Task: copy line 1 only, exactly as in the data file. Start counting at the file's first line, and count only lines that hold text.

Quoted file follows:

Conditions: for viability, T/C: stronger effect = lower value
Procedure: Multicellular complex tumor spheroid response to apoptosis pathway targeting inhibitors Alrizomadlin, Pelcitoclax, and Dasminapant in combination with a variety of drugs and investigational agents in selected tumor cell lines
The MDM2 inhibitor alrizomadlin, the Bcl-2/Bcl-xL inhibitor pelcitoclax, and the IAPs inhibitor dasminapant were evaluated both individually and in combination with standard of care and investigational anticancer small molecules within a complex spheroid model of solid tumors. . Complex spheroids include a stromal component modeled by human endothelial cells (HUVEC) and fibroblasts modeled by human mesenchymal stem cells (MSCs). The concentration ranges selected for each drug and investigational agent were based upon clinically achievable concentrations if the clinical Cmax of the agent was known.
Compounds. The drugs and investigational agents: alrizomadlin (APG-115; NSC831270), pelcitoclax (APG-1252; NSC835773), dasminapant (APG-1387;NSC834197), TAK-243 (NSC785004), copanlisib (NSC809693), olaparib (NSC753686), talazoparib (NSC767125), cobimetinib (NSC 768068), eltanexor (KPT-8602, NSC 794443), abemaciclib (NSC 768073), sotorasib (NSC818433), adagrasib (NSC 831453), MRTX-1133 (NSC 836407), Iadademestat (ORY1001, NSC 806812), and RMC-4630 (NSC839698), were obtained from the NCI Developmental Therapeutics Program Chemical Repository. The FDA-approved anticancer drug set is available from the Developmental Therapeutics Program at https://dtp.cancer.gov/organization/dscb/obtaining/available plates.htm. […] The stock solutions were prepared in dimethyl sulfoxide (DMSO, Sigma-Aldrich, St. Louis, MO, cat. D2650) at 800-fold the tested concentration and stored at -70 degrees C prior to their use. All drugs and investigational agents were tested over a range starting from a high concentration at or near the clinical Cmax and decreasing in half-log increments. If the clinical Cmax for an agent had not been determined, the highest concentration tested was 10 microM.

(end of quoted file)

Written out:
Conditions: for viability, T/C: stronger effect = lower value